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Politics & Government

Mich. bill would allow doctors to refuse care

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Debate in the Michigan Senate turned to school bullying.

Medical providers would be able to refuse care to patients care based on their religious beliefs - under a bill before the state Senate.

Emily Dievendorf is with the gay rights group Equality Michigan.  She says Senate Bill 975 would sanction discrimination.  "Under this bill, a doctor in a public hospital could refuse, because of religious beliefs, to provide health services to anybody seeking medical care based on any kind of arbitrary criteria that he feels can be supported by his or her strongly held religious belief or moral conviction. "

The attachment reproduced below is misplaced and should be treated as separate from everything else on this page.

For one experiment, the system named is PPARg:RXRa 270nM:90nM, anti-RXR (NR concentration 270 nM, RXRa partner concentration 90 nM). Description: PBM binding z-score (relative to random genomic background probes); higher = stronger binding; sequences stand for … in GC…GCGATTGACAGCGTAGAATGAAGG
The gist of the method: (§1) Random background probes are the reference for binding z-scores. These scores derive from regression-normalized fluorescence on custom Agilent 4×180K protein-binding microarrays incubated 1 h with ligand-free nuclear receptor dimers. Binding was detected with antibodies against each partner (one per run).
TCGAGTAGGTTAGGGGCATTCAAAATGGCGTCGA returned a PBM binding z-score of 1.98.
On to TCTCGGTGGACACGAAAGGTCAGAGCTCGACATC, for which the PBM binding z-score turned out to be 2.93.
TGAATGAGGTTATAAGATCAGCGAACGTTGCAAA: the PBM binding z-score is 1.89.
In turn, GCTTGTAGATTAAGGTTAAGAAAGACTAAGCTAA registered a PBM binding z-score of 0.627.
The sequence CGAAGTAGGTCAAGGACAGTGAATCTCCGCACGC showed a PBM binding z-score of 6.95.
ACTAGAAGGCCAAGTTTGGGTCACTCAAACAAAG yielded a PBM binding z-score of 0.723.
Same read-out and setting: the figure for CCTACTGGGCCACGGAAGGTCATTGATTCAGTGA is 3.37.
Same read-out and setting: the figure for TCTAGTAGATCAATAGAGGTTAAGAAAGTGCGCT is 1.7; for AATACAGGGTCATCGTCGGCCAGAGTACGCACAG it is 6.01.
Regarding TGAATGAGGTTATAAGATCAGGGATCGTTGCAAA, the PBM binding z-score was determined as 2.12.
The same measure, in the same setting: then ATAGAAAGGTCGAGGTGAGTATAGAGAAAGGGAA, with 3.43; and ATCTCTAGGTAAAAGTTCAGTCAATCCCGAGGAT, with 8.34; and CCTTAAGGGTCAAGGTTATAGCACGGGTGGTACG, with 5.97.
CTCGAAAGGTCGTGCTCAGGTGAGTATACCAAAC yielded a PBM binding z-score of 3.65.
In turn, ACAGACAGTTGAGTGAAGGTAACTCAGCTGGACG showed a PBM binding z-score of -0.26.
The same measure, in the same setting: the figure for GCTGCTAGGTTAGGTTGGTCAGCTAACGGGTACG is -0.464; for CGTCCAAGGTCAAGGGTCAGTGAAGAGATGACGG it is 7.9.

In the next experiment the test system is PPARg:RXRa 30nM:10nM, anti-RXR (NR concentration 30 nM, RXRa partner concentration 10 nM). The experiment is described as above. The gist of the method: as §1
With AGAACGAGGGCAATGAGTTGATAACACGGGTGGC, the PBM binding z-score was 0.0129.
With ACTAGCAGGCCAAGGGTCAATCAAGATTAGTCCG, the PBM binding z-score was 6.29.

Critics of the bill are worried it could get pushed through in the end-of-the-year "lame duck" session.

They says the bill would also protect against civil, criminal, and administrative liability and action.

But the bill's sponsor, Senator John Moolenaar says it would all be transparent to a patient.  "The goal is to try and encourage those kind of conversations, and a conflict resolution mechanism in place, preemptively, so that the patient enjoys the best possible medical care."

Moolenaar also noted that if there were an emergency – patient care would be first priority.
 

- Chris Zollars, Michigan Radio Newsroom